Through imaginary dialogues, the author sought to explore the social and natural causes behind Jewish suffering. He applied these methods especially to his analysis of the Spanish Expulsion. See Shohat, ed. Tcherikower implied here that Ibn Verga made this statement about the Jewish people. In reality, however, Tcherikower took this quotation completely out of context. In Shebet Yehudah , this statement appears as part of an imaginary conversation between King Alfonso of Spain and his advisor, Thomas.
In this conversation, the king seeks an interpretation for his dream. Thomas suggested that the king ask a Jew since the Jewish people possessed a direct link with prophecy. When the king approached a certain Jew, however, this Jew replied that Jewish exile and suffering had led to the loss of prophecy. According to Shohat, this comparison of the Jews to a torch served as a regular polemical tool of medieval Christians.
See Shohat ed.
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The fact that Tcherikower took this quotation so out of context speaks to his limited knowledge of medieval Hebrew sources. As an historian primarily of the Russian Jewish experience, Tcherikower gained knowledge of medieval Hebrew sources from anthologies. Most likely, also, Tcherikower came across this quotation from Shebet Yehudah in a work of anthology or in a secondary source. Also see Dubnov , Kniga zhizni , —9. Tcherikower repeated this assertion throughout his career.
See Dubnov, Geshikhte fun yidn, vol.
In his introduction to Hasidism there, Dubnov made an intriguing parallel between the rise of Hasidism and the rise of early Christianity. Tcherikower, however, did not follow this line of historical reasoning. Instead, he viewed these movements as examples of collective national renaissance in the wake of tragedy that contrasted starkly with the spiritually vacuous individualism of his contemporary generation.
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Tcherikower wrote the chapters on a history of Jewish emancipation in Western Europe as well as on the lack of Jewish rights in Tsarist Russia. See Ber Borochov, ed. In kampf, 12—20, 33— Tcherikower succeeded in writing two volumes of his planned history of the pogroms. See Tcherikower, Antisemitizm un pogromen and Tcherikower, Ukrayiner pogromen.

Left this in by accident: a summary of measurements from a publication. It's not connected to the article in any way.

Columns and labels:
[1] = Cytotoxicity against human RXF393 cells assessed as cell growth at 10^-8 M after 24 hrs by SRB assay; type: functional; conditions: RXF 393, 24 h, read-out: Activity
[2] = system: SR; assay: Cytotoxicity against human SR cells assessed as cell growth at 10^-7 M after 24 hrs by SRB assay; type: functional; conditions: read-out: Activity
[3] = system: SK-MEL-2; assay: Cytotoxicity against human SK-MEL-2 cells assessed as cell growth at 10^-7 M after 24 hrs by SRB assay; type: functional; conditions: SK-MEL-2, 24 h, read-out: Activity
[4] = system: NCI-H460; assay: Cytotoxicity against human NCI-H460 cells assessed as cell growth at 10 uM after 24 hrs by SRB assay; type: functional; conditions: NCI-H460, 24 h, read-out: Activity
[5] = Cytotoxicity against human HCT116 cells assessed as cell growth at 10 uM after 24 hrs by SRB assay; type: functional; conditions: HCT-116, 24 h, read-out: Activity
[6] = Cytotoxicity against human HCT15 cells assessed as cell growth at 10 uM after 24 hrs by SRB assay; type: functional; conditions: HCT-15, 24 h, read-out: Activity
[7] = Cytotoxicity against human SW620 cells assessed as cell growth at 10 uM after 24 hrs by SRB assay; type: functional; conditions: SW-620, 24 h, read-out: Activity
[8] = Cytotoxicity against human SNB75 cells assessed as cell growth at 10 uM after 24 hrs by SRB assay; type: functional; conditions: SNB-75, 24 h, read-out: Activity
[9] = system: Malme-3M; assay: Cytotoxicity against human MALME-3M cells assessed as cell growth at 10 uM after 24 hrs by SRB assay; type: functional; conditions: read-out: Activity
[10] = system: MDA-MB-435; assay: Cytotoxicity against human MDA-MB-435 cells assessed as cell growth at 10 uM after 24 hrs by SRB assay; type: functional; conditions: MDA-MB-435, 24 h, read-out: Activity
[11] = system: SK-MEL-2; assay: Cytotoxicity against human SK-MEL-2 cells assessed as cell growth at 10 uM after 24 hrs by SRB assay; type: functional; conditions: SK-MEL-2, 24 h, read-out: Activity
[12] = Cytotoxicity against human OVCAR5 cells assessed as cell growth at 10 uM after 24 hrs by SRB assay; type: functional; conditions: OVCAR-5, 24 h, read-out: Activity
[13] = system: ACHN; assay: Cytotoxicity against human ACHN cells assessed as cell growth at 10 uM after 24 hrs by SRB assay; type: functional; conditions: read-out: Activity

Although he apparently wrote the latter work during the s and s, it only appeared in print posthumously in The translation comes from Frankel, S. Dubnov , For an English translation, see Roskies, ed. In the more popular version of this story, it is King David, rather than a Talmudic sage, who warded off the Angel of Death through study. It would be tempting, therefore, to argue that Tcherikower had not remembered the story correctly. However, in reality, several versions of this story exist within rabbinic literature.
In one of them, the story occurs with the early amora , Rav Hisda, in his interaction with the Angel of Death. In relating that this Talmudic story occurred with a Tanna , Tcherikower may well have remembered the story with Rav Hisda.
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Perhaps he recalled this story from his youth. Quite likely, though, he had read about it in a collection of Jewish legends, such as those by H. Bialik and Y. Ravnitsky, which had appeared several years earlier.
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IV, —14 and Ginzberg, Legends of the Jews , vol. VI, footnotes and For a discussion of the affinities between Jewish cultural nationalism and traditional religious categories, see Fishman, The Rise , The poem ends with the hope that both the poet, who symbolises the Jewish people, and the study house, which symbolises its spirit, will be rebuilt.
See H. In an article for the Warsaw Yiddish daily, Moment , about the archive and its perilous journey, the Yiddish writer, H.
Tcherikower, ed. Tcherikower divided this book into two sections. The first consisted of memoirs and diaries of the years of the revolution and civil war by such prominent figures as Dubnov, A. Mukdoyni, Alexander Khomski, and others. This second volume never appeared in print.
Tcherikower worried that the massacres of would eclipse the memories of early events that Russian Jewry had experienced during the First World War and the Revolution. Ginzberg taught at the Jewish Theological seminary from to For 50 years, he trained two generations of Conservative Rabbis.
follow url The Legends of the Jews is an epic 7-volume compilation of traditional Jewish stories loosely related to the Bible. Volumes contain the stories, while volumes contain Ginzberg's notes and commentary. Over the millenia, these stories, which expand on the Bible, flesh out the lives of biblical figures. In the process, they help bring to life the Bible's valuable lessons. The Legends of the Jews has been called a monumental work of scholarship.
It is studied by serious students of both Judaism and Christianity. And yet the stories continue to be accessible and understood by all. They were designed to impart lessons of the Torah, and any child or adult will find much to enjoy about this work. For more free audio books or to become a volunteer reader, visit LibriVox.
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